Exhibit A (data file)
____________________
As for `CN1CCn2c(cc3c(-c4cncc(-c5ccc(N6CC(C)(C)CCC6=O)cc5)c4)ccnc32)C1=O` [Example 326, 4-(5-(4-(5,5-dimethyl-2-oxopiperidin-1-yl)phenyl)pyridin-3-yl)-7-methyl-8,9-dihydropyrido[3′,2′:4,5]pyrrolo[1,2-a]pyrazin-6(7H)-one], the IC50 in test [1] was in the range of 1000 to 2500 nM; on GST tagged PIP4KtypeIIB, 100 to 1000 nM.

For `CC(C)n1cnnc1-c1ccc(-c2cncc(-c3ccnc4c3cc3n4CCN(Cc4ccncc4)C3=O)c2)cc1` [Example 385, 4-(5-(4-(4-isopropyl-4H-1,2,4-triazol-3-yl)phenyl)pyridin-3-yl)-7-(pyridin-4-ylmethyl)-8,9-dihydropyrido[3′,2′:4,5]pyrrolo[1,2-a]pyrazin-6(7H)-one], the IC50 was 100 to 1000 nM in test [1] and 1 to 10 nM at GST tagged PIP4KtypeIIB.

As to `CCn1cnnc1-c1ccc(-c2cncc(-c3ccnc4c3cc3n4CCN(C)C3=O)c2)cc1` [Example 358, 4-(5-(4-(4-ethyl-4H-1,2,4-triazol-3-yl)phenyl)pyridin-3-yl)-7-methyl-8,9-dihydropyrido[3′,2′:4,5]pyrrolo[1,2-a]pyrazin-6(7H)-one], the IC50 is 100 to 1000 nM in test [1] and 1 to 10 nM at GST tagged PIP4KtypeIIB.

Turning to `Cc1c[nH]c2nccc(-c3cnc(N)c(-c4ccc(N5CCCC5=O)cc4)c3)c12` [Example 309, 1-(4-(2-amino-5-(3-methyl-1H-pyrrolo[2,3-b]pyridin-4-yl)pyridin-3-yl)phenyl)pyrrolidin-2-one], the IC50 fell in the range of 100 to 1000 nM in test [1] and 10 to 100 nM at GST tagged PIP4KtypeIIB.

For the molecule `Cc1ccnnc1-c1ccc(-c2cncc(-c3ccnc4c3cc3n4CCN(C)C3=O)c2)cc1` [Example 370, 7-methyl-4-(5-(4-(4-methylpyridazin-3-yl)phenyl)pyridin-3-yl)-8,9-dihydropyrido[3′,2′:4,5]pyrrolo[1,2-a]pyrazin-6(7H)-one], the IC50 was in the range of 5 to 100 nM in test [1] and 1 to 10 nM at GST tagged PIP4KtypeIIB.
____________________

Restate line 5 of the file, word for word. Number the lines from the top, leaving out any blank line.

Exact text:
For the molecule `Cc1ccnnc1-c1ccc(-c2cncc(-c3ccnc4c3cc3n4CCN(C)C3=O)c2)cc1` [Example 370, 7-methyl-4-(5-(4-(4-methylpyridazin-3-yl)phenyl)pyridin-3-yl)-8,9-dihydropyrido[3′,2′:4,5]pyrrolo[1,2-a]pyrazin-6(7H)-one], the IC50 was in the range of 5 to 100 nM in test [1] and 1 to 10 nM at GST tagged PIP4KtypeIIB.